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Qorvo, Inc. Message Board

  • rickarooski rickarooski Jul 14, 2011 11:09 AM Flag

    We're quickly getting to the point .......

    ... where any given equity will end up EVEN for the day, every day! The pukes have shown that a public company exists only to have something to trade.

    As you watch your portfolio, look at the candle heights over the last 2 years. Yet the price hasn't moved much. So much for buy-and-hold eh?

    America's future wealth was supposed to be in the market OVER THE LONG HAUL! But opportunistics have killed the American dream "investment model" and the SEC simply sits back while it plays out.

    Wanna fix the ecconomy. Simply fix the market! Americans can then count on increasing wealth through a FAIR AND EQUITABLE market. They'll go out and buy a car, etc.

    Quite simply, eh?

    Carry on.

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    • >>>Wanna fix the ecconomy. Simply fix the market! Americans can then count on increasing wealth through a FAIR AND EQUITABLE market. They'll go out and buy a car, etc.<<<

      "...increasing wealth..." is probably not a likely scenario for the coming decades in the developed world. Taking care of all the white hairs will be job 1; not making new cars.

      Then there's the problem of energy. We've likely reached peak energy (peak production rates). We know where the oil is, the whole world is mapped and there are no more big oil fields to discover; the last big find, the North Sea, has peaked; production is declining; Britain is now importing again. We're having to drill in miles-deep water. As for natural gas, all the easy gas has been had and what's left, although a lot of it, is difficult to get, has lower production rates, takes more and more and more wells to get the same production, ie., the shale gas. The majority of US coal production now comes from the dirtier western sources. Eastern coal production has peaked and rolled over. The EIA forecasts that renewable energy sources will double in 25 years. But they only account for 5% of current energy production; so, 10% in 25 years. Not fast enough and probably not even a viable solution compared to fossil fuels. (A barrel of oil does the work of 25,000 manhours; 1 guy working for 12 years). We'd have to cover 1/2 of the state of California with solar panels to meet just our current electrical demand, not including growth. Oil, coal, natural gas and nuclear are forecasted nearly flat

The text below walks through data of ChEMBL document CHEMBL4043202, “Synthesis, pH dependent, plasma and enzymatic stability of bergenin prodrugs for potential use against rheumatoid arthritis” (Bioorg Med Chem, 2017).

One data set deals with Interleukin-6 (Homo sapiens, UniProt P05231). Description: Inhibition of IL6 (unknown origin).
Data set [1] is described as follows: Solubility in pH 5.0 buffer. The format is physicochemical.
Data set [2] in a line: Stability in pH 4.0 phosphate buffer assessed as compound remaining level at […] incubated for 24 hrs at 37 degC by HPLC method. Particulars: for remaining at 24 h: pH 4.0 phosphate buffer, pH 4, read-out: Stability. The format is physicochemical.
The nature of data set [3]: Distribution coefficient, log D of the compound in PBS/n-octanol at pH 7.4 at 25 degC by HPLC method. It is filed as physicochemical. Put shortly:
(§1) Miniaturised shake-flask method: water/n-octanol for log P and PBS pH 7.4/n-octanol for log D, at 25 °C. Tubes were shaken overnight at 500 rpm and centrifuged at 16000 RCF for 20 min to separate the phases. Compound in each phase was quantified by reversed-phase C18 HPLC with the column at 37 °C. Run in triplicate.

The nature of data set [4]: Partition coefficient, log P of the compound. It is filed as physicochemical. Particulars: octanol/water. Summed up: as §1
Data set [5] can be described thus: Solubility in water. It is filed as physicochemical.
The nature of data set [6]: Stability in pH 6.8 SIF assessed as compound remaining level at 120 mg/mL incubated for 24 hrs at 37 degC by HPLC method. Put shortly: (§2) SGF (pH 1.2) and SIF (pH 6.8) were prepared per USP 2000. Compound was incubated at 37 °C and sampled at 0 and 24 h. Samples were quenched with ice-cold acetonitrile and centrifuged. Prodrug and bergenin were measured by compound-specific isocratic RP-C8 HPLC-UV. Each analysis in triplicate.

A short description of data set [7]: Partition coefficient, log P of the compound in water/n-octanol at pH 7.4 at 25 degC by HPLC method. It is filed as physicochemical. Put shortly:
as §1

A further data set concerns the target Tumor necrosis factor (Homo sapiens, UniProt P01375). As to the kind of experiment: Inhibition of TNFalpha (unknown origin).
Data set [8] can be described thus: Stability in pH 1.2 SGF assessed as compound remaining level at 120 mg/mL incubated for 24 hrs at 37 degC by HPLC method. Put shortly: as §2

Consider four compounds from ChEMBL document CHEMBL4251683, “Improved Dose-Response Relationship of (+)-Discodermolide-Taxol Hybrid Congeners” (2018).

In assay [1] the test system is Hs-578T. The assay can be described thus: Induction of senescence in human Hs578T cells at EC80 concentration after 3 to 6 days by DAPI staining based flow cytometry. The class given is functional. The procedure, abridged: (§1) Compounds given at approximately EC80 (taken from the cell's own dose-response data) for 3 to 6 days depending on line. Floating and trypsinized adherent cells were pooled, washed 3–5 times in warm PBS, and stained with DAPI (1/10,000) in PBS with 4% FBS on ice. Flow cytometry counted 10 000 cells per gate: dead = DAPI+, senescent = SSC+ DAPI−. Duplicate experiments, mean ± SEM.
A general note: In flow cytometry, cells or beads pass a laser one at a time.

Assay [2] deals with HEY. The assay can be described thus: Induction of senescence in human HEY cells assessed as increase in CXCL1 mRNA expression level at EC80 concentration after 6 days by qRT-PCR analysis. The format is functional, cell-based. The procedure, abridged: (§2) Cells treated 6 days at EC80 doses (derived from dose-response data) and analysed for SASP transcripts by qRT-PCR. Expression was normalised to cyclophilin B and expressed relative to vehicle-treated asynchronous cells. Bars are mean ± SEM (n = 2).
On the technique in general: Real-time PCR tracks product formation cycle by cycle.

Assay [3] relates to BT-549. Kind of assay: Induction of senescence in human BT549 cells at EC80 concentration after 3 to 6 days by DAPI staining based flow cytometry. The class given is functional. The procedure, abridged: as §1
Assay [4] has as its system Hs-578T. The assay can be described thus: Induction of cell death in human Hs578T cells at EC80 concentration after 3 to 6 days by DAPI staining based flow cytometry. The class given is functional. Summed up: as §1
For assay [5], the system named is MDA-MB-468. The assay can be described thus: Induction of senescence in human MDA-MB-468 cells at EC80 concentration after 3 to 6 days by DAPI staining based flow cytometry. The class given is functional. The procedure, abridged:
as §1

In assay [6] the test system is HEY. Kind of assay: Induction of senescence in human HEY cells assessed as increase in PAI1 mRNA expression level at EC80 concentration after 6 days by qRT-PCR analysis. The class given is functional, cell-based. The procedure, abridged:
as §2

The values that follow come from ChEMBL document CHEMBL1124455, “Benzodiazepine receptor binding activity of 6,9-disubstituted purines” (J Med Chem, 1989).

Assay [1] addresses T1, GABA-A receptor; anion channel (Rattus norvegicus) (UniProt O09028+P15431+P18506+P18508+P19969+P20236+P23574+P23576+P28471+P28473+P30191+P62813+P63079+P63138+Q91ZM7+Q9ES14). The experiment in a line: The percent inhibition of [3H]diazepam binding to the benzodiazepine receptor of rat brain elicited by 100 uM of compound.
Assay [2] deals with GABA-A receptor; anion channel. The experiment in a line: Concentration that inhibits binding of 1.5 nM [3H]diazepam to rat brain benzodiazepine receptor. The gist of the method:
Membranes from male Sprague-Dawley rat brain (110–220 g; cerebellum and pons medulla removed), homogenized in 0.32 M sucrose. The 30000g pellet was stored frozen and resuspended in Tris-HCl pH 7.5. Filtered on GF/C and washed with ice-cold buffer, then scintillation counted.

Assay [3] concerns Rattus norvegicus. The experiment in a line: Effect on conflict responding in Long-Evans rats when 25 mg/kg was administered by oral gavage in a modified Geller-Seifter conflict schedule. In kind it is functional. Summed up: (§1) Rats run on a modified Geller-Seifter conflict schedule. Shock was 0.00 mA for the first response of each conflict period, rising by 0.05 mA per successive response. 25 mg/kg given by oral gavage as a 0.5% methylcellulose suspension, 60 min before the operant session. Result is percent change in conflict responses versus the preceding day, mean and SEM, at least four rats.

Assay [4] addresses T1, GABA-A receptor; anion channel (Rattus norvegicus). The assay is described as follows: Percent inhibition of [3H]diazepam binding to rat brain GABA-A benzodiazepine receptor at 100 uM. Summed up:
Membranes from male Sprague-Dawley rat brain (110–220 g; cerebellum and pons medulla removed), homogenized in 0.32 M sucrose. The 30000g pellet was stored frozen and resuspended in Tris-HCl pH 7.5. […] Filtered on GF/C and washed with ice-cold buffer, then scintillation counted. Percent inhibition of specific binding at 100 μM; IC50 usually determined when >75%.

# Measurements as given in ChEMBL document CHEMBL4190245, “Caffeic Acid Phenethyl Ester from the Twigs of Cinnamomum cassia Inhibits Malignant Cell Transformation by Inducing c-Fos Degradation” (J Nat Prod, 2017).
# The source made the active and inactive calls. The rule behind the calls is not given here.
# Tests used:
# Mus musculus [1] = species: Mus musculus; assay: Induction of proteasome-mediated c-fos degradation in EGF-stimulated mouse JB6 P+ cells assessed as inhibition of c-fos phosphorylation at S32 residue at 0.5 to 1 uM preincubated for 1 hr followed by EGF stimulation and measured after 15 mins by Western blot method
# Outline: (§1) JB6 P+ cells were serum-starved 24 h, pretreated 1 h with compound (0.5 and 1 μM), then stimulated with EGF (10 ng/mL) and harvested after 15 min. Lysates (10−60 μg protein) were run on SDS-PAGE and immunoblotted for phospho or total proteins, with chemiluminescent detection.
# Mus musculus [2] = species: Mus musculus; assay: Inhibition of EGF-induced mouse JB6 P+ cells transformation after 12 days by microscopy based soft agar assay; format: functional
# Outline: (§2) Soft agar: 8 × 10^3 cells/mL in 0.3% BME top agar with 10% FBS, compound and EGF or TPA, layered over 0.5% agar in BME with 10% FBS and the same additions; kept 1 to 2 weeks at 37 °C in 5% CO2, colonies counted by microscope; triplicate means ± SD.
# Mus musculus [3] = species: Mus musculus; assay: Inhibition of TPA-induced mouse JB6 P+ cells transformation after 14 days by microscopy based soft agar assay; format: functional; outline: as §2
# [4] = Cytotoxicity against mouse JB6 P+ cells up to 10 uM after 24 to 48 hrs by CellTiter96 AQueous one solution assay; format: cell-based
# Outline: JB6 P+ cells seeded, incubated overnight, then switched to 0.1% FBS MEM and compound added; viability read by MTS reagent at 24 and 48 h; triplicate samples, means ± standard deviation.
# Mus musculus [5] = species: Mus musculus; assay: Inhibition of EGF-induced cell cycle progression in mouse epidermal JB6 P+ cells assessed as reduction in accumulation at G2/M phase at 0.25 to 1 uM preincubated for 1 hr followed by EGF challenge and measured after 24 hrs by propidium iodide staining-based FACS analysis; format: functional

over the next 25 years. So how can wealth as we know it increase with essentially no growth in energy consumption/production?

      With this outlook it doesn't make much sense to buy a house, especially in the suburbs, miles from an economic center. Walmart has figured this out, they're getting into the small store concepts, ie., Dollar Tree, Dollar General model. Better to stay mobile; as many people have already discovered; wishing they had never bought that boat anchor. So the bust of the housing bubble will not recover anytime soon. I expect the McMansions will be converted to multi-family slums. Food will get more expensive or even rationed. The green revolution was done on the back of oil. Every calorie of American food takes 10 calories of oil to produce.

      The problem is that our whole economic system is founded on the principal of growth. Our debt-based monetary system demands that debt be produced in order to increase the money supply. Debt has to increase always and forever or we collapse the system. (making this current political debate over the debt ceiling so fundamentally ridiculous). Anyway, its not sustainable, without relentless effieciency growth and ergo, energy consumption growth.

      Buy and hold? Nahhh.

    • Bitter?

      You want buy and hold, maybe you should look around. How about CRR, they manufacture ceramic proppants for hydraulic fracturing of gas bearing shale and their competition is zilch?

      Or how about GTLS, Chart Industries which manufactures and supplies engineered equipment used in the production, storage, and end-use of hydrocarbon and industrial gases?

      Or how about NFLX, or CMG, or even PCLN?

      You suggest that the economy can be improved thru "fixing" the market. Of course you know that cannot work. There is simply a distribution problem; a generational division. The boomers hold the chips. If they could be encouraged to retire that would help tremendously and instantaneously. Give them an early social security buy out and early medicare for example and tax-free cigarettes.